DATELINE: Young Promise Snuffed Out
Yelchin in Star Trek
The senseless, accidental death of young actor Anton Yelchin becomes more tragic with the examination of his films far beyond the Star Trek series.
Yelchin was on his way to making a serious mark in intelligent, compelling independent drama.
One of these named Broken Horses gives Yelchin a role he seemed likely to patent: sensitive young man thrown into insensitive situations. His rising star is reminiscent of young Montgomery Clift.
The story entails two brothers: one autistic and one artistic. Yelchin is the violinist who escapes the border town where his cop father has been murdered to make a life in New York as a symphony musician.
He suffers guilt over having left his mildly retarded brother in the care of a ruthless drug lord (Vincent D’Onofrio). He returns to learn the horror of how his brother is a brainwashed trigger man for the gang.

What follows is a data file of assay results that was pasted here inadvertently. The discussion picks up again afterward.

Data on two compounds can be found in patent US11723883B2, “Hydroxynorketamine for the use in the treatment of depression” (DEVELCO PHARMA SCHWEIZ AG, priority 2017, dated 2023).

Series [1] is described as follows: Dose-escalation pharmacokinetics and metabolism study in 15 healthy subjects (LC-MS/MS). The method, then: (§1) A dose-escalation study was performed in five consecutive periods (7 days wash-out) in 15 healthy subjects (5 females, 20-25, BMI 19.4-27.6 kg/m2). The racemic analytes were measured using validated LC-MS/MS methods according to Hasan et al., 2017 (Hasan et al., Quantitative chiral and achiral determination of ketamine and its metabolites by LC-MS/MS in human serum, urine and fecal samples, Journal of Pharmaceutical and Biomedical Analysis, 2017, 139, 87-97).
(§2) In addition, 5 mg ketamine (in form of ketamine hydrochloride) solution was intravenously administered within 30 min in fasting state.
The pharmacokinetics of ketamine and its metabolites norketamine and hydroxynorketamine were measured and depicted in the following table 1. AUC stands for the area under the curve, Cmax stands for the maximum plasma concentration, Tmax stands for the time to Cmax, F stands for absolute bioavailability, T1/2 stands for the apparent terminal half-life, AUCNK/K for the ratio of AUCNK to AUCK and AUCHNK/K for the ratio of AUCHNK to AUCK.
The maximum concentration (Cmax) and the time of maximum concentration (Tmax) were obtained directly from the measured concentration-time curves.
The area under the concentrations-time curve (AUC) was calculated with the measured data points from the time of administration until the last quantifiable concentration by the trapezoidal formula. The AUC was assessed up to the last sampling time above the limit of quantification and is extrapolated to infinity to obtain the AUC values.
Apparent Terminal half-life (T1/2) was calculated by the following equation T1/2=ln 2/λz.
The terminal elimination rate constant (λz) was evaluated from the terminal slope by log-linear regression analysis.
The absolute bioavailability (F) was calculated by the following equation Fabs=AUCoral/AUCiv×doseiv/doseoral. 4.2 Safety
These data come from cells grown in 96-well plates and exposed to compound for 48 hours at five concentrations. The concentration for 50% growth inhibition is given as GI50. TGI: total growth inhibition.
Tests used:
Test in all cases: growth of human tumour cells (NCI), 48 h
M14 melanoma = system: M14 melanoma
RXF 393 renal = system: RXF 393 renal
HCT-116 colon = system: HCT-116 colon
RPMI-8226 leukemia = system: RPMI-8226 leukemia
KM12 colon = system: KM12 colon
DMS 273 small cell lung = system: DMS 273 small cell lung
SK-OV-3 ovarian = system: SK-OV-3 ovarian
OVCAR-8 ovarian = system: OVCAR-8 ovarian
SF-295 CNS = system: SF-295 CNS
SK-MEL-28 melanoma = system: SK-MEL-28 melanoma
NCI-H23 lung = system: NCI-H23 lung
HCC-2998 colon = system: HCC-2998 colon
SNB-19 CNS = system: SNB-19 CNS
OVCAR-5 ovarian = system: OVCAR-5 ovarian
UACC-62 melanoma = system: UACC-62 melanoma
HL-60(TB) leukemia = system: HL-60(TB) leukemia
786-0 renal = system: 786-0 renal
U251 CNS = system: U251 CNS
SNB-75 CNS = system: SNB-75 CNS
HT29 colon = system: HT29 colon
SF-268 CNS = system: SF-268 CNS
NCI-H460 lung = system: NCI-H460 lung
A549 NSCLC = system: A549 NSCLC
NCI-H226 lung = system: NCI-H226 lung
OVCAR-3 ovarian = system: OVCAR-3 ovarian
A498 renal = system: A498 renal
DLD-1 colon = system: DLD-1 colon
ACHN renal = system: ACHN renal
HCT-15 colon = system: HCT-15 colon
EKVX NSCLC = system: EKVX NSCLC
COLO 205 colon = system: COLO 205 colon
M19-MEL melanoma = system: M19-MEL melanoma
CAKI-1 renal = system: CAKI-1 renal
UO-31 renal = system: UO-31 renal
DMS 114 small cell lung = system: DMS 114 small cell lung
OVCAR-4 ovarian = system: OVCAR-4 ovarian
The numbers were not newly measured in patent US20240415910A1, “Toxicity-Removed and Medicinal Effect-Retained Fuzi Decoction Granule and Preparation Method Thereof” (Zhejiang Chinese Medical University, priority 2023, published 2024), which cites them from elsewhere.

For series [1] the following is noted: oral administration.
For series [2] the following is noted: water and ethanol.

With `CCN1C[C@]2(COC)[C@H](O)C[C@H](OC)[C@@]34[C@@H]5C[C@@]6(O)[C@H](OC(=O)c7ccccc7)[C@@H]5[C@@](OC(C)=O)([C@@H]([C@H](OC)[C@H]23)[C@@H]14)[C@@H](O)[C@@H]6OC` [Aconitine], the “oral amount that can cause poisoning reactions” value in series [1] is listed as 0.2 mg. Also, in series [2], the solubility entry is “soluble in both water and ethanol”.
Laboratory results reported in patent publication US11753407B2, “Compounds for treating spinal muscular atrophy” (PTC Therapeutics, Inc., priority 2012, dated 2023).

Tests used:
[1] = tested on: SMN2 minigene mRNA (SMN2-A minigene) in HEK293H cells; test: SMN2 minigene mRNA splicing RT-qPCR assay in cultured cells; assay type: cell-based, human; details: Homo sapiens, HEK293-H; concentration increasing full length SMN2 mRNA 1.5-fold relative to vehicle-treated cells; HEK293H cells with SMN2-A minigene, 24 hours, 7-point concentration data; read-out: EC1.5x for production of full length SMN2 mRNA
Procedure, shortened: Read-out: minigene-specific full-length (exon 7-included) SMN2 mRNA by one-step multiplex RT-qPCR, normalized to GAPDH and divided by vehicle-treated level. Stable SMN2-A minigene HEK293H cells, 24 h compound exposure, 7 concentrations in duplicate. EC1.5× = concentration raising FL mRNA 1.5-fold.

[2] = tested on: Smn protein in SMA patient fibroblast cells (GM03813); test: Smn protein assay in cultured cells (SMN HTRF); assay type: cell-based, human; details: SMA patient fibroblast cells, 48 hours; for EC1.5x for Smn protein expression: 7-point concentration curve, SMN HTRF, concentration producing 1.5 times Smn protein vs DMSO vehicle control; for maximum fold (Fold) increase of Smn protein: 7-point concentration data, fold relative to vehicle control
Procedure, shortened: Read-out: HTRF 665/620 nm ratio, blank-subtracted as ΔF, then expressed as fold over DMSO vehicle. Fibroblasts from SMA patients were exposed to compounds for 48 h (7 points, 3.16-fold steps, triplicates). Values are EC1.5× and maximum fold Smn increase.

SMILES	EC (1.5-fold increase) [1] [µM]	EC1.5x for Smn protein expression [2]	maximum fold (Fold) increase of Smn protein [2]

D’Onofrio stands like a giant among pygmies, literally. It seems everyone in the cast is a pipsqueak next to his actual heavy villain. Also, of interest is that Thomas Jane takes on a small role as the father of the two boys that D’Onofrio takes in. Thomas and Vincent jump-started their careers in Velocity of Gary 25 years earlier.
The film is the first American movie by Indian director Vidhu Vinod Chopra. His vision of a white stallion charging out of a futuristic house in the desert likely was the inspiration for the rest of the film he also co-wrote.
Chris Marquette plays Yelchin’s older brother with enough dull-wit to make D’Onofrio’s evil manipulation particularly heinous.
Yelchin’s acting promise provides a big flash here.